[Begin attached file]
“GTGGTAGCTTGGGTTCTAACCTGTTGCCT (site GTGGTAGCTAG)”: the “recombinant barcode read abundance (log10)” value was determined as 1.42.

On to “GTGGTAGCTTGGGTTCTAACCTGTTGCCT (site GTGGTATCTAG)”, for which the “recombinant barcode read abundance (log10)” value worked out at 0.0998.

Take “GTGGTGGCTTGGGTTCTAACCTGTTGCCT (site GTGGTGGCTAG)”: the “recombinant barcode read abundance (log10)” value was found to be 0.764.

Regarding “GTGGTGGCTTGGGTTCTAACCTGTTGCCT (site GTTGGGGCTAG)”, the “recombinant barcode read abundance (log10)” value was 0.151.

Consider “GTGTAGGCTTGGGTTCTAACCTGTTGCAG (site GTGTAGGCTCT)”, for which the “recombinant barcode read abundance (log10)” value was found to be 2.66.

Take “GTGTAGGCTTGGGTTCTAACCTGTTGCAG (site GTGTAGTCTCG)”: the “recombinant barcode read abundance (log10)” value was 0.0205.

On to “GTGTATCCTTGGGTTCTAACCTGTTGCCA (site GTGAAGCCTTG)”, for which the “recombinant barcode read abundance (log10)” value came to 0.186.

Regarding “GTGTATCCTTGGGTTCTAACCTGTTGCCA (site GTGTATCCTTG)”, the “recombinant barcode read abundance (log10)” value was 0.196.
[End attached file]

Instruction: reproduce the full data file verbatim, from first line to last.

“GTGGTAGCTTGGGTTCTAACCTGTTGCCT (site GTGGTAGCTAG)”: the “recombinant barcode read abundance (log10)” value was determined as 1.42.

On to “GTGGTAGCTTGGGTTCTAACCTGTTGCCT (site GTGGTATCTAG)”, for which the “recombinant barcode read abundance (log10)” value worked out at 0.0998.

Take “GTGGTGGCTTGGGTTCTAACCTGTTGCCT (site GTGGTGGCTAG)”: the “recombinant barcode read abundance (log10)” value was found to be 0.764.

Regarding “GTGGTGGCTTGGGTTCTAACCTGTTGCCT (site GTTGGGGCTAG)”, the “recombinant barcode read abundance (log10)” value was 0.151.

Consider “GTGTAGGCTTGGGTTCTAACCTGTTGCAG (site GTGTAGGCTCT)”, for which the “recombinant barcode read abundance (log10)” value was found to be 2.66.

Take “GTGTAGGCTTGGGTTCTAACCTGTTGCAG (site GTGTAGTCTCG)”: the “recombinant barcode read abundance (log10)” value was 0.0205.

On to “GTGTATCCTTGGGTTCTAACCTGTTGCCA (site GTGAAGCCTTG)”, for which the “recombinant barcode read abundance (log10)” value came to 0.186.

Regarding “GTGTATCCTTGGGTTCTAACCTGTTGCCA (site GTGTATCCTTG)”, the “recombinant barcode read abundance (log10)” value was 0.196.